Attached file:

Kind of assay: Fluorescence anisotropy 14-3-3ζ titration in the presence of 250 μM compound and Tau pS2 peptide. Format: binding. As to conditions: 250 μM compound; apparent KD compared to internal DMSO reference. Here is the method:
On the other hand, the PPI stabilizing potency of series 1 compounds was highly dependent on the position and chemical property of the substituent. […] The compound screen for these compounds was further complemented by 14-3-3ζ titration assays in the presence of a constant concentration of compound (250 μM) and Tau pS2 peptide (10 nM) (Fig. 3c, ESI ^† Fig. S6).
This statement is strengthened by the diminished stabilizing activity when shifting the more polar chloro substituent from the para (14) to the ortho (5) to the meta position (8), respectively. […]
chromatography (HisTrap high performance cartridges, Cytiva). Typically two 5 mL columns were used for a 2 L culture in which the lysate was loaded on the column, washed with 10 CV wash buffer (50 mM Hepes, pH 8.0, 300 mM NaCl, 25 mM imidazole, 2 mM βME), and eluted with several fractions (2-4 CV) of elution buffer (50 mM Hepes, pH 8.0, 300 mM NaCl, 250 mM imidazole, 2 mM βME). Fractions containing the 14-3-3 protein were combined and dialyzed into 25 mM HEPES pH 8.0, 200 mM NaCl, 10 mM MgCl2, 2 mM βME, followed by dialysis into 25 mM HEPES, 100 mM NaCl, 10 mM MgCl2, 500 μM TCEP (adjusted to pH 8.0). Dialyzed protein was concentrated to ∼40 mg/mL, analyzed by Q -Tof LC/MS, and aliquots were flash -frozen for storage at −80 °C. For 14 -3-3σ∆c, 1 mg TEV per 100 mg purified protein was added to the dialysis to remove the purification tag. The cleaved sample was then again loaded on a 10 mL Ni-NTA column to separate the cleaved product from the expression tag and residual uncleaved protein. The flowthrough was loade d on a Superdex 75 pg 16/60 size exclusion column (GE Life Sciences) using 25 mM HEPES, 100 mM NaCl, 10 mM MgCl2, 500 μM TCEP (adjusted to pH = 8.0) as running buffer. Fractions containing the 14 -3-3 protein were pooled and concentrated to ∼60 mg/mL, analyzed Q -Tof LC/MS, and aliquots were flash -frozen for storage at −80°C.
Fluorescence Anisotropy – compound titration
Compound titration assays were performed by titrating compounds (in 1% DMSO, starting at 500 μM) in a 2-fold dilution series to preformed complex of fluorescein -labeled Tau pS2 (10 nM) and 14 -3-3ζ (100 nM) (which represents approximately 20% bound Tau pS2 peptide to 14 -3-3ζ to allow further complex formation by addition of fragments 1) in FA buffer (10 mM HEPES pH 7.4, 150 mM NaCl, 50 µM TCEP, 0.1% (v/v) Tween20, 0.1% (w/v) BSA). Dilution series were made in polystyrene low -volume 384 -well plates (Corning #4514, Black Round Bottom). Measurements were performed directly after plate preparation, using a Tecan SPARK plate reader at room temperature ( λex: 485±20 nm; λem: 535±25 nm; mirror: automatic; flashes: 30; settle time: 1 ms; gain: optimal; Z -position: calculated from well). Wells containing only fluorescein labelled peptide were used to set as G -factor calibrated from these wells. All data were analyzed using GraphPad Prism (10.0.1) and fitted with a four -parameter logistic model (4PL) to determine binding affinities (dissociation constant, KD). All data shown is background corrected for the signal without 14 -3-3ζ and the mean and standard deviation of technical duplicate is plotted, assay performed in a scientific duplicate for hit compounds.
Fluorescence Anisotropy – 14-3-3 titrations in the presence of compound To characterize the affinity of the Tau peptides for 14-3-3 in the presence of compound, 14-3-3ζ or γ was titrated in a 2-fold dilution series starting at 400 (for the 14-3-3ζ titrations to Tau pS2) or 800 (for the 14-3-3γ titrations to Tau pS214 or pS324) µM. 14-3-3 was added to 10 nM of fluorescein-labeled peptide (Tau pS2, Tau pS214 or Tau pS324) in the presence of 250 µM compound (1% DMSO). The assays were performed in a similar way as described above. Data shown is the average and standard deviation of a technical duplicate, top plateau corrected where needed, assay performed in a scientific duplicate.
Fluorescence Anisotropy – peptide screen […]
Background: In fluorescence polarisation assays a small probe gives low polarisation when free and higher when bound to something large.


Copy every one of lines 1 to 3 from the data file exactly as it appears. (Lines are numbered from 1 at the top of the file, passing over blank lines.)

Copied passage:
Kind of assay: Fluorescence anisotropy 14-3-3ζ titration in the presence of 250 μM compound and Tau pS2 peptide. Format: binding. As to conditions: 250 μM compound; apparent KD compared to internal DMSO reference. Here is the method:
On the other hand, the PPI stabilizing potency of series 1 compounds was highly dependent on the position and chemical property of the substituent. […] The compound screen for these compounds was further complemented by 14-3-3ζ titration assays in the presence of a constant concentration of compound (250 μM) and Tau pS2 peptide (10 nM) (Fig. 3c, ESI ^† Fig. S6).
This statement is strengthened by the diminished stabilizing activity when shifting the more polar chloro substituent from the para (14) to the ortho (5) to the meta position (8), respectively. […]